A kirtle, a coat, and a cap, oh my!

So the past several months have been very busy sewing-wise, but it’s almost all been secret stuff I haven’t been able to post about.  But now that the gifts have been given, I can talk about them.

First, a nonsecret project- I made myself a new kirtle and sleeves, as a successor to the red kirtle.  I am *far* happier with this one than the red one.  I made a few tweaks to the pattern after my experience with the red one- I cut another 1,5” inch off the back of the pattern I used for my red kirtle, which made the back fit much more smoothly, bound the bottom for a bit of additional stiffness in the hem and for durability, and did some proper skirt gores instead of a pleated tube.  The overall look is very satisfying, especially with pinned on sleeves and an apron- though it’s still a fairly scandalous level underdressing for being in public.  I’m currently working on a gown to go over this to make it proper to wear outside the house.

BD 1BD 2

Secret Projects- a dear friend of mine was given a writ to sit vigil for the Order of the Pelican, and I was honored to make his Pelican cloak and cap of maintenance.  Since he got a writ instead of a surprise elevation, we were able to discuss what he wanted- which was ‘fancy and late period.’  So I decided to do a sleeved coat- the below image was the inspiration, though I chose to make the sleeves usable, as the recipient is not well suited to a cloak that just perches on the shoulders, with vestigial sleeves- he is always running around and doing things, so needed functional sleeves.


The pattern is drafted from Burguen’s pattern for a cassock, using Mathew Gnagy’s layout and bara drafting system.  The outer fabric is a wool/cashmere blend, with interlining in medium weight linen, wool padstitched stiffening in the shoulders, and a black silk taffeta lining.

Here’s the outer, interlining, and stiffening, with guitar included in pic for extra coolness:


As the garment was a special gift, I decided to completely hand sew it.  The construction seams are done with linen thread, while the trim and lining are sewn with silk thread.  The hem and fronts were bound in silk taffeta, which was also used for the lining.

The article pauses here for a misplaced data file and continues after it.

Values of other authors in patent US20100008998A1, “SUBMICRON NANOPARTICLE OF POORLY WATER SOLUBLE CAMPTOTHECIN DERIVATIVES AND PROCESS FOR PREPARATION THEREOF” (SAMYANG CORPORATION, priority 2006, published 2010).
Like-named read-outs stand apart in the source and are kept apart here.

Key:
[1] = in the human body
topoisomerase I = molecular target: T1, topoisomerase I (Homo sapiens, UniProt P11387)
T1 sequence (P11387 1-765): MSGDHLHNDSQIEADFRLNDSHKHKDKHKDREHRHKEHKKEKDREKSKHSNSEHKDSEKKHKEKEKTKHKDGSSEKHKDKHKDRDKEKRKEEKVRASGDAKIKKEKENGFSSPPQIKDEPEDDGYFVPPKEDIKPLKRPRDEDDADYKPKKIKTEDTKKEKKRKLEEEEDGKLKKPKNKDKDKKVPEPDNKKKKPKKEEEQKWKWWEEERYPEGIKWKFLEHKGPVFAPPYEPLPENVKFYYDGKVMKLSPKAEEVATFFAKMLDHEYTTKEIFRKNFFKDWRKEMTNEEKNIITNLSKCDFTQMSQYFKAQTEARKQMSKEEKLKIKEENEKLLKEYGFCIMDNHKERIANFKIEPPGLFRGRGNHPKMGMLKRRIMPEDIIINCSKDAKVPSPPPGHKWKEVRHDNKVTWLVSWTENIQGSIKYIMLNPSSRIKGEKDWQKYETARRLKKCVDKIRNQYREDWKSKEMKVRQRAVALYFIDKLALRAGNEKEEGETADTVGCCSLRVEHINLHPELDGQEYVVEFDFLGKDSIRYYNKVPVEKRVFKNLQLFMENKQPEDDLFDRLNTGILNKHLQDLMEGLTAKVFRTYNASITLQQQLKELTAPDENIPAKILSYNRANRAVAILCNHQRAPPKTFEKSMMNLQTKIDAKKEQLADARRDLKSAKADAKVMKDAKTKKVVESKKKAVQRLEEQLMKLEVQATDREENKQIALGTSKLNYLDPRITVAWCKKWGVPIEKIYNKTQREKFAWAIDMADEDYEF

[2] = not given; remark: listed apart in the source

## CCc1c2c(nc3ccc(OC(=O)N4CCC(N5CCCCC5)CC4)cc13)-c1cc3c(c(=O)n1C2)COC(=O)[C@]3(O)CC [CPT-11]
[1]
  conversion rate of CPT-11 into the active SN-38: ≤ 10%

For design, I wanted to play with texture- this is something that was done in the 16th century at many levels, but especially on the rich garments of the upper nobility- they were very fond of playing with the effect created by using different fabrics like velvet, silk, and wool on the same outfit, and slashing and pinking.

For the trim, I slashed strips of silk taffeta as below (to keep the slashing clean and relatively even, I marked every 1″ on the back of the strip in chalk as below, then slashed diagonally between the dots.  Don’t forget to leave yourself seam allowance to fold over the raw edges of the silk and sew them in place), then layered those onto the sleeves and coat with velvet ribbon and a very thin gold cord, to give the garment a luxurious touch.  The picture below isn’t the final trim pattern, but I didn’t take a closeup of that one- this gives the general idea though.


The gorgeous Pelican embroidery was done by Mistress Lia de Thornegge, with the gold nest made out of the same trim as used on the rest of the cloak.


And here’s the almost finished piece, as I didn’t get any pictures of the final piece- will update this post with them when I can.  Broadly speaking, I’m pretty pleased with how this turned out.  I need to correct the collar, as I made an error there and my correction doesn’t seem to have worked as well as I wanted, leaving one side of the collar to turn up more than it should.  But overall I’m satisfied- it fits correctly, looks good and hangs well, and I learned a lot while making it.  I am especially pleased with the drape at the bottom, as the cloak has a lot of flare and personality, and the overall look of the trim- I think it looks luxurious without being overwhelming.